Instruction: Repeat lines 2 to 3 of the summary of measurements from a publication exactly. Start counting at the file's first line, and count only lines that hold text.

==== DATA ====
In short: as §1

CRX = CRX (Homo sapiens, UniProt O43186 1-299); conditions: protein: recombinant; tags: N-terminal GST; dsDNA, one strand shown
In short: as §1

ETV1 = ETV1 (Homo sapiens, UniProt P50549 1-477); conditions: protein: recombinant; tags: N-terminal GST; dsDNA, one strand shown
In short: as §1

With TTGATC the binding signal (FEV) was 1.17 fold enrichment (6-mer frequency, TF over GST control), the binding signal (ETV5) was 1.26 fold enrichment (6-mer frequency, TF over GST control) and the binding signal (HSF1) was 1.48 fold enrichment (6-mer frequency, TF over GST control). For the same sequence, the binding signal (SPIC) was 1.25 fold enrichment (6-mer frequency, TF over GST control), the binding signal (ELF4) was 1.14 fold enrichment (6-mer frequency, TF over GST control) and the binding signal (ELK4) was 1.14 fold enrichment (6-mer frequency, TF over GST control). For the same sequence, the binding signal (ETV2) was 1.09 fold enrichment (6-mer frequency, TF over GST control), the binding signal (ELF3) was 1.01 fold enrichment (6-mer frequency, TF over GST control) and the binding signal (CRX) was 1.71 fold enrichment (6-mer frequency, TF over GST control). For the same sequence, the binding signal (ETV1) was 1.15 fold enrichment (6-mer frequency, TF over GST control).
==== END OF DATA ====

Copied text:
CRX = CRX (Homo sapiens, UniProt O43186 1-299); conditions: protein: recombinant; tags: N-terminal GST; dsDNA, one strand shown
In short: as §1